GRT|Capitol issued “We’re Off You Know” as a single in North America, Australia, and the UK (b/w “Around the Universe In 80 Days”). The b-side also appeared on a US Capitol promo release of “Madman.” In select markets, Capitol lifted “Hope” (Netherlands, b/w “We’re Off You Know”) and an edited version of “The Loneliest of Creature” (UK, b/w “Calling Occupants of Interplanetary Craft”).


Sir Army Suit

Klaatu released their third album, Sir Army Suit, on August 23, 1978, on Daffodil and Capitol.

Sir Army Suit features four songs by John Woloschuk and five by Dee Long. They co-wrote “Silly Boys,” the flanged-out closing track.

Woloschuk wrote the opener (“A Routine Day”), the two a-sides (“Juicy Luicy,” “Dear Christine”), and the xylophone-laden “Tokeymor Field.” He plays a mix of standard instruments (piano, organ, bass, acoustic guitar) and eclectic ones (bells, mellotron, synthesizer, clavinet).

Long wrote the core of Side A (“Everybody Took a Holiday,” “Older”) and the bulk of Side B (“Mister Manson,” “Perpetual Motion Machine,” “Chérie”). He plays electric and acoustic guitar, plus synthesizer and drum machine.

A1. “A Routine Day” (3:11)
A2. “Juicy Luicy” (3:39)
A3. “Everybody Took a Holiday” (3:00)
A4. “Older” (3:17)
A5. “Dear Christine” (3:53)

B1. “Mister Manson” (4:16)
B2. “Tokeymor Field” (3:29)
B3. “Perpetual Motion Machine” (3:17)
B4. “Chérie” (3:07)
B5. “Silly Boys” (4:59)

Sessions for Long’s material took place in 1978 at Studio Sounds Interchange in Toronto, where Terry Brown produced Sir Army Suit in sequence with his other two main clients: Rush (Hemispheres) and Max Webster (Mutiny Up My Sleeve). Woloschuk reached into Klaatu’s early vaults for his contributions, some of which date to 1973.

Sir Army Suit features album art by Hugh Syme, whose visuals appear on recent albums by Aerial, Ian Thomas, and Rush. SAS shows Klaatu and their entourage walking on a valley trail. This marked the first time Klaatu indicated their likeness in the album art.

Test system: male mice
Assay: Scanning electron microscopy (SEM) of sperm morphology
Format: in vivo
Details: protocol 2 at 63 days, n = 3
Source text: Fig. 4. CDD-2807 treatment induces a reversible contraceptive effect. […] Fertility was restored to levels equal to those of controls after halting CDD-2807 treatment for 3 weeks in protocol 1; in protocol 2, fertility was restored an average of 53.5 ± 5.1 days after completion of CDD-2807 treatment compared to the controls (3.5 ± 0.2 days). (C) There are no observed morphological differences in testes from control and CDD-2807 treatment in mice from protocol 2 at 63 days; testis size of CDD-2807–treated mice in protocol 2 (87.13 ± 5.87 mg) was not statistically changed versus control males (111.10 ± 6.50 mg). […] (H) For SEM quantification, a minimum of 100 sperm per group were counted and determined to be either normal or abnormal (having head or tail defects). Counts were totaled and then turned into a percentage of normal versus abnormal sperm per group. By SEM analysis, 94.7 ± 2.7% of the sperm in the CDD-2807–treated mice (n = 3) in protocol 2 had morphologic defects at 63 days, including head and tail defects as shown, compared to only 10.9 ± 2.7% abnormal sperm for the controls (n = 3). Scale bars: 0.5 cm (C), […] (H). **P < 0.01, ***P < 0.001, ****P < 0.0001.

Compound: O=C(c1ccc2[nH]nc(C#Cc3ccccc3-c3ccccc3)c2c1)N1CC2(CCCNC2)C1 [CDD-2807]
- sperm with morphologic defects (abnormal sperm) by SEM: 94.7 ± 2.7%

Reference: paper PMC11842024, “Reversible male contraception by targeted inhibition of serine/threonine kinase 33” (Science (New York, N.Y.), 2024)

Daffodil lifted “Dear Christine” as a single (b/w “Older”), followed by “Juicy Luicy” (b/w “Perpetual Motion Machine”). In 1979, “A Routine Day” reappeared as a Canada-only white vinyl single (b/w “Silly Boys”).


Endangered Species

Klaatu released their fourth album, Endangered Species, in June 1980 on Daffodil and Capitol.

Endangered Species features four John Woloschuk songs: “Paranoia,” “Set the World on Fire,” “Sell Out, Sell Out,” and “All Good Things.” He co-wrote “Howl at the Moon” and “Knee Deep in Love” (the lead single) with onetime Whitemail bandmate Dino Tome.

Dee Long wrote “Hot Box City,” “Dog Star,” and “I Can’t Help It,” the second single. He plays the guitar solo on “Sell Out, Sell Out” but otherwise only sings on Endangered Species, which features standard instrumentation by Woloschuk (bass, keyboard, guitar) and Terry Draper (drums) with a host of studio players, including Section bassist Lee Sklar, Toto drummer Jeff Porcaro, and multi-instrumentalist Chris Bond.

A1. “I Can’t Help It” (3:41)
A2. “Knee Deep in Love” (3:15)
A3. “Paranoia” (4:12)
A4. “Howl at the Moon” (3:32)

B1. “Set the World on Fire” (4:16)
B2. “Hot Box City” (3:48)
B3. “Dog Star” (4:17)
B4. “Sell Out, Sell Out” (4:55)
B5. “All Good Things” (1:57)

Sessions took place in Los Angeles with Bond, the onetime guitarist–singer of Philly psych-rockers Thunder and Roses. His sound credits include Seventies albums by Hall & Oates, Sons of Champlin, Freda Payne, and UPP. Apart from the “Sell Out” solo, Bond plays all guitar on Endangered Species, including the ARP Avatar synth guitar.